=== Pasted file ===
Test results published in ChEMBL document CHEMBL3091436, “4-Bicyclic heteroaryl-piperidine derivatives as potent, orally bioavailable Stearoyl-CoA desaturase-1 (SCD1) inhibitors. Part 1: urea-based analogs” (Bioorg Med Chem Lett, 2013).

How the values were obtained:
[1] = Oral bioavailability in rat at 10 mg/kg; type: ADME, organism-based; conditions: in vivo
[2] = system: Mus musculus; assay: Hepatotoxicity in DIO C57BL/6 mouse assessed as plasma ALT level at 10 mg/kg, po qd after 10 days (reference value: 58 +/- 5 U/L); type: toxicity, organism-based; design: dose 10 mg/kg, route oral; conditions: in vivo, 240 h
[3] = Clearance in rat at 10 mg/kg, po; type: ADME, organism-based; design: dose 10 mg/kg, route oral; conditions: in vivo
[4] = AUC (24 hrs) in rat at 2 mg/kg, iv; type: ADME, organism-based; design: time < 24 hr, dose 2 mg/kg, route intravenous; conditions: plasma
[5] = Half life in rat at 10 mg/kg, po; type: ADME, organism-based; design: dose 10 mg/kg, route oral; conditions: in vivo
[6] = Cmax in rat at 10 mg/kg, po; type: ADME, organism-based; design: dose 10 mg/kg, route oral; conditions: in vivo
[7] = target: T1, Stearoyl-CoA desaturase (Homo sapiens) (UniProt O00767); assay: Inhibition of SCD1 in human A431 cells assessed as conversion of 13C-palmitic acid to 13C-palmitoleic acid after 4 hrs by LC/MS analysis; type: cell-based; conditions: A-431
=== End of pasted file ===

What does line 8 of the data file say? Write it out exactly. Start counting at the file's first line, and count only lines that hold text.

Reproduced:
[6] = Cmax in rat at 10 mg/kg, po; type: ADME, organism-based; design: dose 10 mg/kg, route oral; conditions: in vivo